Growing Observations on American Ginseng
by Bob Beyfuss, State Ginseng Specialist for Cornell University Cooperative Extension
This has been an interesting year for ginseng growers in New York State. A grower in central NY wondered why plants in a certain area of his garden emerged earlier then others. He wondered if there was some genetic difference amongst his plants. Like all good growers, he decided to experiment by transplanting some plants into the area where they always seem to come up early. When the transplants also emerged early he knew that it was the difference in site and not the plants that caused the difference. One site was just warmer then others. Ginseng emergence dates may be weather controlled but flowering time in any given season probably has genetic influences also. I
have transplanted wild ginseng from Georgia to Maine into a common garden near Cornell and there are surely regional differences
Adequate soil moisture is very important for optimal ginseng growth but too much moisture can create some serious problems as can late spring frosts. Perhaps the most common disease of ginseng seedlings is "damping off" which may be caused by several different fungi. "Damping off" is characterized by seedlings developing a constricted area right at soil level which causes them to topple over and die. Overcrowded, over fertilized ginseng plants mulched with hay or straw are most susceptible to this disease. Ginseng does not like fertilizer and does much better if planted in areas that are naturally fertile. Once "damping off" occurs there is little that can be done to
stop it without resorting to serious chemical warfare. Better to AVOID problems such as this by proper spacing of seeds and thinning overcrowded stands.
Straw mulch also attracts slugs, but they are also common where no straw is used. I consider slugs the number one enemy of new ginseng plantings. Lay flat boards, watermelon rinds or grapefruit halves in your growing area and look underneath them for slugs frequently. If you find slugs you must deal with them promptly or risk loosing all your small plants. There are organic solutions such as iron phosphate sold as "Escargo" and "Sluggo" Older ginseng plants can tolerate more slug damage then seedlings but they are still damaged and every hole in a leaf serves as a spot for possible fungal infection by Alternaria blight.
Alternaria blight does not usually show up until mid to late June. The first symptoms are yellow spots on the leaves that eventually turn brown. Two year old and older plants are more susceptible then seedlings. Blight causes premature leaf drop and loss of the season's growth. Organic growers may use Bordeaux mix or copper hydroxide compounds. Fungal diseases and insects also have the nasty habit of becoming immune to the pesticides that are used to control them if the pesticides are used over and over again. Once again try to avoid problems by providing good air circulation and properly spacing plants. Ideally, each ginseng plant should have enough space to not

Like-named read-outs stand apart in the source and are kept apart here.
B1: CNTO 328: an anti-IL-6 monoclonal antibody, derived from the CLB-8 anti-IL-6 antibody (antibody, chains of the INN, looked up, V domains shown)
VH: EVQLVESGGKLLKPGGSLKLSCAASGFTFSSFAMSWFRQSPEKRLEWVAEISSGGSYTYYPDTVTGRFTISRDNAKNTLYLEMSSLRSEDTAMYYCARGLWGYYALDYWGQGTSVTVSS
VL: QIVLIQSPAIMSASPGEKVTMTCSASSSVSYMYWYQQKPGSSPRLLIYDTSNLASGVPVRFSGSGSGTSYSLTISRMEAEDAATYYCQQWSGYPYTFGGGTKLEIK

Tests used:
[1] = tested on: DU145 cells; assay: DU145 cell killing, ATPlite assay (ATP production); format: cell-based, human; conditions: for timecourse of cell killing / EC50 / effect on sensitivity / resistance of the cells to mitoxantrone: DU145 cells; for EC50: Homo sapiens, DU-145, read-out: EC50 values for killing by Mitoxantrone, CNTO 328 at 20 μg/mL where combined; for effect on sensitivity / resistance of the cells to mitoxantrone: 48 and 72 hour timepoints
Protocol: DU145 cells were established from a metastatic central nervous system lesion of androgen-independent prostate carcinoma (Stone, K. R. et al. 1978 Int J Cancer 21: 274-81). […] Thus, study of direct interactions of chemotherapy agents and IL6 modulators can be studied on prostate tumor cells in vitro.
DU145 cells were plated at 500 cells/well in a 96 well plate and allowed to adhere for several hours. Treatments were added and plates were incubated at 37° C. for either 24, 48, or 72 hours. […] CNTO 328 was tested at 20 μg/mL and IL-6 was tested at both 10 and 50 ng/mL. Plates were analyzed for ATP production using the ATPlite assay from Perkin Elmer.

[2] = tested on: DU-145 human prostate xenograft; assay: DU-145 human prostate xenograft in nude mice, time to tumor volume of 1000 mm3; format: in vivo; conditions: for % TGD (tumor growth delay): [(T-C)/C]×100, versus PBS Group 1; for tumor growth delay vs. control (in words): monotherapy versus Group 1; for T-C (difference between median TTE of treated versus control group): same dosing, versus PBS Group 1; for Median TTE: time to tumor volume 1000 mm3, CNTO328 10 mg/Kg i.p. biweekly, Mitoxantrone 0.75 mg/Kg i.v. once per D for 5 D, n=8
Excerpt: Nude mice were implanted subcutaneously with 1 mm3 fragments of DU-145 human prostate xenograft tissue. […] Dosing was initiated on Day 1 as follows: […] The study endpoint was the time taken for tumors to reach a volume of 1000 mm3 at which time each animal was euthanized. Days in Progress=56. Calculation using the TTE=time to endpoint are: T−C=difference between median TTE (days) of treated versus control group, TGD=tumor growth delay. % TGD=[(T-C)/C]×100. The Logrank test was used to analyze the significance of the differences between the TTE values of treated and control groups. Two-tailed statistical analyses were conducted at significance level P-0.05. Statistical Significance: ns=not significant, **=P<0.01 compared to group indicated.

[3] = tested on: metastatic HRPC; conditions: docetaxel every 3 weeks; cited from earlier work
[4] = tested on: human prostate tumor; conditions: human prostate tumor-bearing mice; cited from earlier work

have its leaves touching it's neighbor.
Phytophthora root rot is the most dreaded of all ginseng diseases. It is a water borne, highly contagious fungal disease that devastates ginseng in soggy ground. The plants first wilt and by the time you realize something is wrong, the whole root is rotted away! I almost guarantee you will have root rot if you plant ginseng in a poorly drained soil. Many commercial growers apply the fungicide Ridomil 5G as a preventive measure before the problem occurs. I know of no alternative organic substitutes. Ridomil is quite expensive and in the long run it is much preferable to find a well drained site.
I guess the message from all the above is that proper site selection from the beginning is the best way to avoid problems later on. An ounce of prevention is worth many pounds of expensive chemical "cures". Learn everything you need to know about growing ginseng at this years Catskill Mountain Ginseng/Medicinal Herb Festival!
Bob Beyfuss is an instructor for The Herbal Bear's Botanical Medicine Program.
To learn more about the Botanical Medicine Program, click here.
To find out more about Bob Beyfuss, click here.
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